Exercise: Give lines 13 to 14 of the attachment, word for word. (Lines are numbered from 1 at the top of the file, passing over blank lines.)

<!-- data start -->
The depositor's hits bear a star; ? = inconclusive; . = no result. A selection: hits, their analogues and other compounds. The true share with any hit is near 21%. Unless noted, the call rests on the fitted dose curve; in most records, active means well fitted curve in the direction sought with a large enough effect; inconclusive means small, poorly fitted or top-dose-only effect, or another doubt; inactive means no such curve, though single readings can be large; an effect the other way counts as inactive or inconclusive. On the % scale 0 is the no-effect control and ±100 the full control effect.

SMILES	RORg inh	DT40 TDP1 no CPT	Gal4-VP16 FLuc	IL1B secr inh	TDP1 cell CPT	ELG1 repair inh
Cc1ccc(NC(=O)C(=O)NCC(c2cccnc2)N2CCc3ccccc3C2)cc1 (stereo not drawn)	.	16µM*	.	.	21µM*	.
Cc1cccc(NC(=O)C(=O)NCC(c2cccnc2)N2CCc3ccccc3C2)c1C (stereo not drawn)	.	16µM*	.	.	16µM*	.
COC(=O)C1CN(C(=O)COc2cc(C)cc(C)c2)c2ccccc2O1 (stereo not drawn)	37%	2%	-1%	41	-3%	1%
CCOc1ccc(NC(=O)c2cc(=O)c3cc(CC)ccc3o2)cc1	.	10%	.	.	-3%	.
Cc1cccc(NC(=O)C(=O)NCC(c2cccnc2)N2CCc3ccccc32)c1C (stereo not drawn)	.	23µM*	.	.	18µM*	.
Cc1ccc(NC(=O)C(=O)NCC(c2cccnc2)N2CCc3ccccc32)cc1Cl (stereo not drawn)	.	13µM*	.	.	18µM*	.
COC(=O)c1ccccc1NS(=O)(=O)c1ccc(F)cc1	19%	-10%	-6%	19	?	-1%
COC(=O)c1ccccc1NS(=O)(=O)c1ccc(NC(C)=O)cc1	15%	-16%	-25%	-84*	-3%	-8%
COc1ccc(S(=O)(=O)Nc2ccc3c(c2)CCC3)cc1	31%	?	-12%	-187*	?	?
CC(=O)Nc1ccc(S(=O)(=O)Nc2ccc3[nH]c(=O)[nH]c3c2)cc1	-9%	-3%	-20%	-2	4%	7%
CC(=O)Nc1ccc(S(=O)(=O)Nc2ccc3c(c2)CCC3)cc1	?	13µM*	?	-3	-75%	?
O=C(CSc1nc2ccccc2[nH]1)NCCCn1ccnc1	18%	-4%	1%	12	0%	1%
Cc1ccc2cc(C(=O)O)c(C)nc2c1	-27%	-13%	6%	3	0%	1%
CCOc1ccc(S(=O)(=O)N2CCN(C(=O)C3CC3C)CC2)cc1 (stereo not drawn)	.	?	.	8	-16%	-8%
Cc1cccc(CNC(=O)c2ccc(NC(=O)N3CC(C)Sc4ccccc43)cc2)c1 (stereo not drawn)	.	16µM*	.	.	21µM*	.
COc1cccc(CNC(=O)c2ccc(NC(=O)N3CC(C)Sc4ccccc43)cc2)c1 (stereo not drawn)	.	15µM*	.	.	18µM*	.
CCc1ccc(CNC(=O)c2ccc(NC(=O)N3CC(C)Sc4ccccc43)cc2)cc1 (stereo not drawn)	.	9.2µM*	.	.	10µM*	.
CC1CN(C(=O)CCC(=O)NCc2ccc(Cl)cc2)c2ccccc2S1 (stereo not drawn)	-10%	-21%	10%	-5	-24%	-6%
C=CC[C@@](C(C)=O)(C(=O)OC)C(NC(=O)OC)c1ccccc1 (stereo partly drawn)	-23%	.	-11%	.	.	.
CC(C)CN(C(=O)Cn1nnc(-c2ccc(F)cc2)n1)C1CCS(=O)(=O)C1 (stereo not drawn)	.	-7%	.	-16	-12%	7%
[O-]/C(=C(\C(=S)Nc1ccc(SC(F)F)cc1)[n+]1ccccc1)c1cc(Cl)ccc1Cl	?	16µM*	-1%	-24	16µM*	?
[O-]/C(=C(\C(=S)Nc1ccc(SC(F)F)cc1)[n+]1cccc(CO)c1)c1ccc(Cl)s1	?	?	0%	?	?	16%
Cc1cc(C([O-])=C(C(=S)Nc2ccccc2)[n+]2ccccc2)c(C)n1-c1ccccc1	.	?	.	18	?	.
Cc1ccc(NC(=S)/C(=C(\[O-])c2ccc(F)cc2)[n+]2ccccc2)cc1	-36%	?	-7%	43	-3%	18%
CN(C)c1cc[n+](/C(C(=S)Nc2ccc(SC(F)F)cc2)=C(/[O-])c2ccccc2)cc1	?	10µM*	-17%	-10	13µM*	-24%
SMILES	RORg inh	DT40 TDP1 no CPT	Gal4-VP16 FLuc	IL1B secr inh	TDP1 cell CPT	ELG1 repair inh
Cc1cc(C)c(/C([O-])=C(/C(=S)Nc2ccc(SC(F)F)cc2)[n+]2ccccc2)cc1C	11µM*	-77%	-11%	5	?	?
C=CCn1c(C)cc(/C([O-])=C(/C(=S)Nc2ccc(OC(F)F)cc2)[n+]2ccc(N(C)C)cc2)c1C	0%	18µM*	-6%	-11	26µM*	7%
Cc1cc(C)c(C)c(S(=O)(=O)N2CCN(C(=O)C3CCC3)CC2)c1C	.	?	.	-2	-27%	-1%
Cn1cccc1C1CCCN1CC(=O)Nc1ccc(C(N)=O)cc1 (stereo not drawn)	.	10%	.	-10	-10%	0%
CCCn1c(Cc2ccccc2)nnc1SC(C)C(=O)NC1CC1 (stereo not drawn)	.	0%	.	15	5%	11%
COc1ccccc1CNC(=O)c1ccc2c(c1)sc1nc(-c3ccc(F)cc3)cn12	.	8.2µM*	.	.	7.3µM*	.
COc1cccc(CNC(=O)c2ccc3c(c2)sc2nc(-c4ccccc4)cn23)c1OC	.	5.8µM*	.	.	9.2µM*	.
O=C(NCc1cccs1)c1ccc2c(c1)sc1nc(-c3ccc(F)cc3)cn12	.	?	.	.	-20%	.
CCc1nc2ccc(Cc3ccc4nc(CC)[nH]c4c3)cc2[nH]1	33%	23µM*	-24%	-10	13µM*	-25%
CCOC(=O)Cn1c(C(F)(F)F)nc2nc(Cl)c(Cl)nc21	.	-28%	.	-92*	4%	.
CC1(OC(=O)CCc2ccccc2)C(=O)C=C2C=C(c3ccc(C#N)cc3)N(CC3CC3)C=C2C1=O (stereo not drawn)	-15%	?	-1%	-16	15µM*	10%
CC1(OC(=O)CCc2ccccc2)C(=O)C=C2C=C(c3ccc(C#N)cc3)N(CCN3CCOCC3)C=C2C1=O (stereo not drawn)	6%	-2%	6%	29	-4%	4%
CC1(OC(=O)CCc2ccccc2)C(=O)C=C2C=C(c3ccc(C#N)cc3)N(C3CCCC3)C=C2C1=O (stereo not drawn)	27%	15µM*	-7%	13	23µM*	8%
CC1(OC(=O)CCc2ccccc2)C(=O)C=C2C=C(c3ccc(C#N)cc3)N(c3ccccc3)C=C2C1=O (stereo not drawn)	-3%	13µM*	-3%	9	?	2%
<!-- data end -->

CC(=O)Nc1ccc(S(=O)(=O)Nc2ccc3c(c2)CCC3)cc1	?	13µM*	?	-3	-75%	?
O=C(CSc1nc2ccccc2[nH]1)NCCCn1ccnc1	18%	-4%	1%	12	0%	1%